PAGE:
Fig. 5.

Blastocyst injection was performed with mouse Rex1+ and Rex1- ES cell populations to compare their capacities for contributing embryonic tissue. (A-D) Rex1/Oct3/4 double-knock-in ES cells were marked by forced expression of the DsRedT4 gene driven by the CAG promoter, and EGFP+ and EGFP- cells were purified after culture under puromycin selection. Some of the 10.5 dpc embryos derived from blastocysts injected with the Rex1+ fraction showed DsRed fluorescence. The embryo on the left has cells showing strong fluorescence. Embryos injected with the Rex1- fraction did not show DsRed fluorescence.

We showed that Rex1+/Oct3/4+ cells and Rex1-/Oct3/4+ cells have different differentiation ability in vivo and in vitro. Rex1+/Oct3/4+ cells could contribute to chimera formation predominantly. It has been shown that the ICM and epiblast can contribute to chimera formation, while PrE cannot (Gardner, 1971; Rossant, 1977; Beddington, 1983; Brook and Gardner, 1997). The results of chimera experiments in the present study were consistent with their in vivo data, suggesting that Rex1+ cells are equivalent to cells in the ICM and epiblast in vivo. We also noted that the survival rate of embryos injected with Rex1- cells was much lower than that of embryos injected with Rex1+ cells. We assumed that ES cells corresponding to different developmental stages are not only omitted from embryogenesis, but may impede the normal process of development when injected into the blastocyst. Additionally, we demonstrated the poor ability of Rex1-/Oct3/4+ cells to differentiate into primitive endoderm whereas these cells predominantly differentiated into somatic lineages using a negative selection system, and also that their differentiation ability seemed interchangeable because their ability for extra-embryonic lineage was restored in reverted Rex1- populations. These observations were also consistent with the behavior of PrE cells in the context of development. We first performed in vitro experiments with sorted Rex1+ and Rex1- cells, but we could not obtain clear results regarding the difference in differentiation ability between Rex1+ and Rex1- populations. We supposed that this was caused by the quick-reversible phenotype of both populations in vitro, and we attempted to take advantage of a negative selection system. The results of chimeric analysis and in vitro experiments taken together indicated that Rex1+/Oct3/4+ cells and Rex1-/Oct3/4+ cells showed different differentiation abilities and that they were similar in characteristic to ICM and PrE, respectively, in vivo.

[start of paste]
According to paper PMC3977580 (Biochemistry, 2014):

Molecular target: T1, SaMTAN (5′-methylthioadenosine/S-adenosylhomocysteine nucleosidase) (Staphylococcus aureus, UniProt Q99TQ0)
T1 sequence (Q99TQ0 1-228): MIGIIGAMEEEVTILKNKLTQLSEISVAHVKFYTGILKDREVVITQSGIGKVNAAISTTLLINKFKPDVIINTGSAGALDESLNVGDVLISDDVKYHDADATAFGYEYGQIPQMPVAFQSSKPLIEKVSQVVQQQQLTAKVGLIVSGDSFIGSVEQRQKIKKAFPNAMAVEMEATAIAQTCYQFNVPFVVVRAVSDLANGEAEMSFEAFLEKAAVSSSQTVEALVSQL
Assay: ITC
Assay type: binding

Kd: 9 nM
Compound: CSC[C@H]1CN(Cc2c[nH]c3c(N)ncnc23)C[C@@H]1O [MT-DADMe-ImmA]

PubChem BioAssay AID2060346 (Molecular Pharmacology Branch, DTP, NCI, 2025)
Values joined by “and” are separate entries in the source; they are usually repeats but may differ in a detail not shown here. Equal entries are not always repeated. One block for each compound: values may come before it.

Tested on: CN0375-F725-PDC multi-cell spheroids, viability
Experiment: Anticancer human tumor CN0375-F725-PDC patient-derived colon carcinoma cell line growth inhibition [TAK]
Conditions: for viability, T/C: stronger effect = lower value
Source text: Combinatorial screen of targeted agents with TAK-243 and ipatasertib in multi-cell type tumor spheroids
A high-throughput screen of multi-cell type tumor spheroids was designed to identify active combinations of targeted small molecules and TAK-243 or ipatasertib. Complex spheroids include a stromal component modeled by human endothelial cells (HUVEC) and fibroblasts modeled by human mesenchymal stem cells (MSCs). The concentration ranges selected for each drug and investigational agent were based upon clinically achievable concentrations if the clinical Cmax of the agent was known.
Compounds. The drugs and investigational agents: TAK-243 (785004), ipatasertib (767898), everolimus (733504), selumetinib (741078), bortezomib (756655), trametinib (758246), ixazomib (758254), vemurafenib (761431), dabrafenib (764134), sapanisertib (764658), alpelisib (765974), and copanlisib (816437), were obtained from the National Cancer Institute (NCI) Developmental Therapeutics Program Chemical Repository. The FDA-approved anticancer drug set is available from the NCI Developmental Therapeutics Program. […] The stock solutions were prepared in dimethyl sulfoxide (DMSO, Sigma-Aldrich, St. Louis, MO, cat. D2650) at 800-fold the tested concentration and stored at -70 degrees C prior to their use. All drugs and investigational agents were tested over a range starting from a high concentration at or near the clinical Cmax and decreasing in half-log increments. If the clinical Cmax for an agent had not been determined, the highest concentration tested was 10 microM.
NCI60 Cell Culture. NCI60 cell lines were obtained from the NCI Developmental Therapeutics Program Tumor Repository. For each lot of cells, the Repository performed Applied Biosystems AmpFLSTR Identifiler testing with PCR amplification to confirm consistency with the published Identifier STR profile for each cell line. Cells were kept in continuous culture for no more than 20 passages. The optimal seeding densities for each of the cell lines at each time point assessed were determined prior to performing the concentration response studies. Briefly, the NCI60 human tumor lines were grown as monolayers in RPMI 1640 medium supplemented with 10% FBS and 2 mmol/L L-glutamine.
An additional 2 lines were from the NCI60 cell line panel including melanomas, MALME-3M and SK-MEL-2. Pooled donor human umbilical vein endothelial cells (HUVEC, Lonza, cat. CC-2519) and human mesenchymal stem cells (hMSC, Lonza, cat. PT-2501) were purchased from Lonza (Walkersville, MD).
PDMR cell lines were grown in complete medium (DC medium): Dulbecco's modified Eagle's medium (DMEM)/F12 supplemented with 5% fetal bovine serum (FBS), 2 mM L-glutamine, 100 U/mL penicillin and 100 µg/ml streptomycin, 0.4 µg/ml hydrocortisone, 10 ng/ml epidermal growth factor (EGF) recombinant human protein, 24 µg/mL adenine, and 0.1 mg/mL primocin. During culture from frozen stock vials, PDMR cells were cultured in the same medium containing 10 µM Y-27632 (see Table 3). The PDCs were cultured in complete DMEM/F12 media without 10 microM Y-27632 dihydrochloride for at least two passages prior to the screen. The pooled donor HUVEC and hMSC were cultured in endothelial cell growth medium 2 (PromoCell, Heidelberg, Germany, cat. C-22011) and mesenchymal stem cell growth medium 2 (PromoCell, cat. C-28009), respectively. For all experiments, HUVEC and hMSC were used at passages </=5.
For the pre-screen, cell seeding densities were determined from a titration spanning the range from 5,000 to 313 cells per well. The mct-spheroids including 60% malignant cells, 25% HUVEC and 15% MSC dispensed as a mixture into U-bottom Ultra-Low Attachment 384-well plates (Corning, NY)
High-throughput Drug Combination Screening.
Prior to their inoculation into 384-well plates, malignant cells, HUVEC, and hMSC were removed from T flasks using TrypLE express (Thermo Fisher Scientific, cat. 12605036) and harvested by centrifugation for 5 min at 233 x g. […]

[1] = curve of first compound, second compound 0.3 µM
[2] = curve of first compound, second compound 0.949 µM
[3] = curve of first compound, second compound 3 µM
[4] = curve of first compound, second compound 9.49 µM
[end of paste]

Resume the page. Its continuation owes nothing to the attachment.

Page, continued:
The generation and characterization of PrE-like cells in vitro have been reported. Rathjen and colleagues reported that they generated early primitive ectoderm-like (EPL) cells, which showed the character of PrE-like cells, from ES cells (Rathjen et al., 1999; Lake et al., 2000). They obtained EPL cells by culturing ES cells with MEDII medium, which contained the conditioned supernatant of the hepatocyte cell line HepG2. They also demonstrated the lack of ability to differentiate into primitive endoderm, inability to contribute to chimera formation, and reversible phenotype in response to withdrawal of MEDII. EPL cells expressed Oct3/4 and Fgf5, and Rex1 at very low levels. Although it is difficult to compare our data to those of Rathjen's group as they did not report data from analysis at the single-cell level nor used a stem cell selection system, we suppose that their EPL cells would be mainly composed of the Rex1- population.